Perry Hewitt, senior advisor for engagement strategy at the Lincoln Center for the Arts in New York City, was among the judges who came to Boise State in March to judge the Idaho Entrepreneur Challenge. Twenty-four student teams from across Idaho pitched new business ideas to compete for seed money.
Hewitt wrote a recent article, “Lessons from Boise: what colleges can teach us about fostering innovation,” for the online platform Medium.com.
“Students are natural idea generators. Exposed to new concepts, people and settings, students are in a learning mindset and readily apply their minds to solving problems on campus, locally and even globally. But how can campuses build on this natural inclination to help students take their ideas a step further?” wrote Hewitt.
Hewitt, who has worked with students at Harvard and through the Junior Achievement program, wrote that she has observed consistent patterns in the ways organizations can foster entrepreneurship. They include building on a “learning mindset,” or one friendly to experimentation — even if that means failure. Another idea is encouraging would-be entrepreneurs to “start with what they know.”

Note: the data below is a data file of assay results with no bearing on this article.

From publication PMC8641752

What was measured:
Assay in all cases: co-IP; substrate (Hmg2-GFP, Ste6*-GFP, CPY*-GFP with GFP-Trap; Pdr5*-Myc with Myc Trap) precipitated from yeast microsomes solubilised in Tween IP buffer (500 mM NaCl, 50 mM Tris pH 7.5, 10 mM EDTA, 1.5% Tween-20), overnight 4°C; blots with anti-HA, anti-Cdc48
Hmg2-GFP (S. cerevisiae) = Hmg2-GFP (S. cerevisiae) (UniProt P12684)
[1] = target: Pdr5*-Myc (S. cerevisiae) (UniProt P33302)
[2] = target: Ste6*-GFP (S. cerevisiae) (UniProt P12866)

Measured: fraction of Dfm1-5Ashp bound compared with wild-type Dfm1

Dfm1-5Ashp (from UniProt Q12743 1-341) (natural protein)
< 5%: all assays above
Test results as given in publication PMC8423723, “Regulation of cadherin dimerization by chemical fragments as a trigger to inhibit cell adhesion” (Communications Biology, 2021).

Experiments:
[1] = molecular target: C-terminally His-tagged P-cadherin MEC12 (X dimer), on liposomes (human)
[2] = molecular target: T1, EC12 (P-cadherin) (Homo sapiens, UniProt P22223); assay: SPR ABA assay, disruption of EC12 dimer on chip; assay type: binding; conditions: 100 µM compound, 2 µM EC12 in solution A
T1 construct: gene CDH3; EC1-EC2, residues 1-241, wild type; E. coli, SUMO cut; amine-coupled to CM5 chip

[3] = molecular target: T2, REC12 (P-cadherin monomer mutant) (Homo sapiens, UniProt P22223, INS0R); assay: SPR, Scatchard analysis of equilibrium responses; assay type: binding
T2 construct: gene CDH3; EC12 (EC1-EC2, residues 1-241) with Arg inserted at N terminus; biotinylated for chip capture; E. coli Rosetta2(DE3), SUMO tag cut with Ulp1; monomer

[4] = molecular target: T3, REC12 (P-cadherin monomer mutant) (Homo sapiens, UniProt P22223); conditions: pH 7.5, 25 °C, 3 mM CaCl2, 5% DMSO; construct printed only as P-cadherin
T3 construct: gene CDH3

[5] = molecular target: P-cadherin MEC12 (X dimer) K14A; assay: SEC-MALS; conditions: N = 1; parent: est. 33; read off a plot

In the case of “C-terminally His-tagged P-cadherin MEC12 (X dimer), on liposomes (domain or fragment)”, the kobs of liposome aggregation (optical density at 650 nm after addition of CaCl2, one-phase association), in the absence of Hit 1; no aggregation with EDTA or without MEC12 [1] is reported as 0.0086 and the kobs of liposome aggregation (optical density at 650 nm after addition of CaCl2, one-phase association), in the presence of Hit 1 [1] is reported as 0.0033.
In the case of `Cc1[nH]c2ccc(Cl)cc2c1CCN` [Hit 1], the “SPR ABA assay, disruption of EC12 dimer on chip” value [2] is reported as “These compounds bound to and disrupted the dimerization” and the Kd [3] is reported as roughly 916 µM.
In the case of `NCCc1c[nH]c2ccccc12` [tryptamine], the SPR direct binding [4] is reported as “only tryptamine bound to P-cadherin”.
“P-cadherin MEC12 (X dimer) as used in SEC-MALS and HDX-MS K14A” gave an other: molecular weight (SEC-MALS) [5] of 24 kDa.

“Pitches that stood out in Boise included phrases like, ‘Because I grew up on a farm, I know that …'” wrote Hewitt.
One of the winning ideas in Boise, for example, came from a team that devised a way to eliminate road ruts caused by farming equipment.
In her article, Hewitt also referenced Gordon Jones, dean of the College of Innovation that hosted the challenge.
“Several times, Jones referenced ‘blue turf thinking’ — a term associated with the creativity of the Boise State athletics department, home of the famous blue turf. I’d argue that the term is also useful in framing innovation efforts more broadly: successful innovation is about both thinking different and staying true to your roots,” wrote Hewitt.